90 years in prison for ordering a group of 10 guerrillas to strangle and kill in the town of El Aguacate 22 pro-government indigenous farmers, accusing them of collaborating with the army
Solano was with the Organización Revolucionaria del Pueblo en Armas, or ORPA (Revolutionary Organization of Armed People), another one of the four guerilla groups of the Unidad Revolucionaria Nacional Guatemalteca or URNG (Guatemalan National Revolutionary Unity).
The correction of When The Mountains Tremble is quite overdue, but in LatAm leftist circles the truth is glimpsed at a very slow pace.
Caracas hairdressers better take notice:
The June 20 issue of the Gaceta Oficial, the Venezuelan government’s official organ, announced that North Korea is allowed to open an embassy in Caracas.
The murderous Communist North Korean regime, which has attempted to interfere with private businesses in democratic countries, will have an embassy near the newly-expanded Panama Canal.
No wonder the chavistas are decamping to Spain.
In other Venezuelan news,
University students and government opponents protested in Caracas on Tuesday, demanding the release of people who have been arrested in street demonstrations in recent months. Also on Tuesday, Venezuela’s Supreme Court (TSJ) granted the army permission to participate in political marches and rallies, and denied that it would encourage proselytizing of the military.
A review of Al-Jazeera’s Fault Lines documentary, Venezuela Divided:
Al-Jazeera sent me information and a preview link to its Fault Lines documentary, Venezuela Divided, which will air on Al Jazeera America Saturday, June 28, at 7 p.m. Eastern time.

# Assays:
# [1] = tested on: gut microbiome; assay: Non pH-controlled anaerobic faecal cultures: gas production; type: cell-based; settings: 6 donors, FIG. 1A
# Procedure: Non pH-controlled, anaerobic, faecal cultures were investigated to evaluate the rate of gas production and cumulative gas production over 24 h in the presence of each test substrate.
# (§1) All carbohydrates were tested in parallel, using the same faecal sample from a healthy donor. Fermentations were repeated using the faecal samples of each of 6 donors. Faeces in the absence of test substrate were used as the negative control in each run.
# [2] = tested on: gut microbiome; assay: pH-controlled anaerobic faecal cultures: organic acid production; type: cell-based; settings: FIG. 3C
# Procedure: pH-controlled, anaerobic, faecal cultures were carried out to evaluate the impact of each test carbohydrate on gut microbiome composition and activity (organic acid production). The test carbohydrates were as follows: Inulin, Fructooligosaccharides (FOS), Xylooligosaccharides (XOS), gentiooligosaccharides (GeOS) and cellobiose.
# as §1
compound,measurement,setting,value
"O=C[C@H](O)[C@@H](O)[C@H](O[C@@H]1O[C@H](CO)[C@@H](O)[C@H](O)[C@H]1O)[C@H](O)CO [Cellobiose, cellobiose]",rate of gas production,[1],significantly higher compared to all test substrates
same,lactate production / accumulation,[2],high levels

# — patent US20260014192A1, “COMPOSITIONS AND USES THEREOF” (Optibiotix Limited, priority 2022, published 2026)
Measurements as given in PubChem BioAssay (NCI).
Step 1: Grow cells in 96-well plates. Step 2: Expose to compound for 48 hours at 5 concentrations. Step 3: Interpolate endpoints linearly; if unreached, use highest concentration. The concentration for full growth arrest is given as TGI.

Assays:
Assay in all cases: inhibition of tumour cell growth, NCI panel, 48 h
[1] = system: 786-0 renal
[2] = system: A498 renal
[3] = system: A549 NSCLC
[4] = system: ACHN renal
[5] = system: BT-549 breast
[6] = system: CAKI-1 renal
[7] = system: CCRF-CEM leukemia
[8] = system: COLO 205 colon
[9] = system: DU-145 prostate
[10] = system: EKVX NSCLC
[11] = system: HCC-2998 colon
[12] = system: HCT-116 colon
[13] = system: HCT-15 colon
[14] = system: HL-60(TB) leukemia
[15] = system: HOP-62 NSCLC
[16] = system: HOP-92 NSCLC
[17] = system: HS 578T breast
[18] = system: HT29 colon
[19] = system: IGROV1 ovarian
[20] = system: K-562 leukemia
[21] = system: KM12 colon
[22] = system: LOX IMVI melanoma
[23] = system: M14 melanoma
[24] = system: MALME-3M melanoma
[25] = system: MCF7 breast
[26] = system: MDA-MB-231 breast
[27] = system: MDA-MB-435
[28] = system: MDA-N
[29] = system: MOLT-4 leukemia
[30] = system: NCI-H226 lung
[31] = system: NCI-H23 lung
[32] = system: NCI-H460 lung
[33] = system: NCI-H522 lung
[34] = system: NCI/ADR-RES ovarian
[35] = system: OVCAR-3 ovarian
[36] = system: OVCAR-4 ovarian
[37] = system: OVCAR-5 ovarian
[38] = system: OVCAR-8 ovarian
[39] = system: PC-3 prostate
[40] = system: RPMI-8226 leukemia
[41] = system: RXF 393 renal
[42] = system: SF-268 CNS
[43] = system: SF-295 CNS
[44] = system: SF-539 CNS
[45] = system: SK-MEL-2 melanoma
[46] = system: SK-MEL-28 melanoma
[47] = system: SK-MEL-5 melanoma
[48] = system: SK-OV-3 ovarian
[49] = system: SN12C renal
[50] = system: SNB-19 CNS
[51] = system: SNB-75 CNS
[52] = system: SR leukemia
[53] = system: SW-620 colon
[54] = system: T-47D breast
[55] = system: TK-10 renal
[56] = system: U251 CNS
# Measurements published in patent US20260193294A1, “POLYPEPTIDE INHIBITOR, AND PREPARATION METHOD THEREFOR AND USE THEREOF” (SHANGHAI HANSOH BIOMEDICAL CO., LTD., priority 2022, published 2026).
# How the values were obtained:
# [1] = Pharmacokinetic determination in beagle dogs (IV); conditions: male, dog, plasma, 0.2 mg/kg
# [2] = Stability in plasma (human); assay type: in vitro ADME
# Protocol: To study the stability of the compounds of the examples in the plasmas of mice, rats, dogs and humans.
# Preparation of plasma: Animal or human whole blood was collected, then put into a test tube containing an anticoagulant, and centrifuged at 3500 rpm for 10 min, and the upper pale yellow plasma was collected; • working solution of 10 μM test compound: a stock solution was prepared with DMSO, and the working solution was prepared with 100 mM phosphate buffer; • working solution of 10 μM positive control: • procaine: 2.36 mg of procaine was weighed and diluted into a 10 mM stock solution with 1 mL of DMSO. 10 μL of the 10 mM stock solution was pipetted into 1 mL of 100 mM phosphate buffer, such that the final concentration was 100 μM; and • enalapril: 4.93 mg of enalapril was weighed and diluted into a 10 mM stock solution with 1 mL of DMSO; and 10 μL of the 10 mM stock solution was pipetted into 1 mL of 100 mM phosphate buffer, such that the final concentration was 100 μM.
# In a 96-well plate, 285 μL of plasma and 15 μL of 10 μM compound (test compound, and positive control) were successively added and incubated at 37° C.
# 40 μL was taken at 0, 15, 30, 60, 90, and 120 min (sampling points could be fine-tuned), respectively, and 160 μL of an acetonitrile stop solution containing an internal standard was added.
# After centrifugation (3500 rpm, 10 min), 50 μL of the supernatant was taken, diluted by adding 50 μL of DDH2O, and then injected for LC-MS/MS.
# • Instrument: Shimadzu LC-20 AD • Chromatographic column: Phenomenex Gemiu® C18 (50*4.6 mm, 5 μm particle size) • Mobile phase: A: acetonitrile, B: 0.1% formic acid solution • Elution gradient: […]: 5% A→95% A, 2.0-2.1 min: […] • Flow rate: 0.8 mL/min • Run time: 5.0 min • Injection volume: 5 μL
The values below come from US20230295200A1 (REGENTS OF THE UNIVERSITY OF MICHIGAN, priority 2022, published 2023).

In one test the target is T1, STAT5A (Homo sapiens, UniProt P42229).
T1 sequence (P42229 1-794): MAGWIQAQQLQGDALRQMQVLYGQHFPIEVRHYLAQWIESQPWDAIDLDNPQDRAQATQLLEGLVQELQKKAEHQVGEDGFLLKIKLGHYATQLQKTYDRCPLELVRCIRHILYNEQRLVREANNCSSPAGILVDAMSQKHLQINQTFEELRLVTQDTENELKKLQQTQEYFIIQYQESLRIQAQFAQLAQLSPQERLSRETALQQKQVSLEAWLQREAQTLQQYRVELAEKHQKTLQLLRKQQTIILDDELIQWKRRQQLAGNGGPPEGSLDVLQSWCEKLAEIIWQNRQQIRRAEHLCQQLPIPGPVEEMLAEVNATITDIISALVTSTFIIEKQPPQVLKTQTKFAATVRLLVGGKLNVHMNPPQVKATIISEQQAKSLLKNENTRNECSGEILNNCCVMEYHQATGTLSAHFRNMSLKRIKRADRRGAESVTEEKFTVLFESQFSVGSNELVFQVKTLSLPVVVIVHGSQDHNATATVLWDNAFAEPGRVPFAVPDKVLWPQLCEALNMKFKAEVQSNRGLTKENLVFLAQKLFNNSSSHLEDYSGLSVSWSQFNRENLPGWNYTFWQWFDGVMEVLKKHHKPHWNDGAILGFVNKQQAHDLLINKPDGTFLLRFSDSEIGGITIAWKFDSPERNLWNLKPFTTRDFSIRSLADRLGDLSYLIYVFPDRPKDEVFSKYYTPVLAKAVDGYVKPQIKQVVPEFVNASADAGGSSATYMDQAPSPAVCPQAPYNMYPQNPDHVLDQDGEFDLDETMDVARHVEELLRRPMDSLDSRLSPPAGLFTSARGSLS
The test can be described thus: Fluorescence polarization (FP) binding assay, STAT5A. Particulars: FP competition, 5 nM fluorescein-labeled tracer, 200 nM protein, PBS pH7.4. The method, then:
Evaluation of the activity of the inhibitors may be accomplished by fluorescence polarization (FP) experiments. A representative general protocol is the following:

The reporter was accompanied by chavistas throughout the film, which is very sympathetic to the regime (as you can see from the article title The art of the Boliviarian revolution in Venezuela, as if the Boliviarian revolution was a symphony).
Venezuela Divided starts by contrasting a slum with an ice cream shop in a middle-to-upper class neighborhood, in the premise that it’s all “rich vs. poor”; the possibility that some of the people in the ice cream shop may be high-ranking chavistas or their relatives does not cross the reporter’s mind.
It shows a confrontation between university students and the National Guard, and a chavista college student whose nose was broken allegedly by anti-government students, while it forgets to show assemblywoman Maria Corina Machado’s nose being broken on the floor of the National Assembly by chavista Nancy Asencio, or the fact that the chavista regime deposed Machado of her Assembly seat and banned her from leaving the country.
Additionally, al-Jazeera’s emphasis on showing the Venezuelan demonstrators as engaged in a “simple” class struggle ignores this,
— Reporte Ya (@ReporteYa) February 18, 2014
In the past, al-Jazeera’s reports on Latin America have been interesting, but this one I find lacking.
The folks building the deepwater port in the island-prison are being charged with slave labor:
Prosecutors in Brazil have begun legal action against a leading construction company, Odebrecht, accusing it of maintaining 500 Brazilian workers in “slave-like conditions” in Angola, (yet another blighted land where Fidel and Che failed)
Prosecutors say Odebrecht committed “human trafficking” while transporting workers to a biofuel plant.
They are demanding 500m reais ($220m; £130m) in compensation for workers.
Odebrecht, which made out like gangbusters from its World Cup contracts, is one of the biggest contributors to Rousseff’s Worker’s Party, has 21 projects in Venezuela, where Alek Boyd notes Lula and Dilma intervened on Odebrecht’s behalf.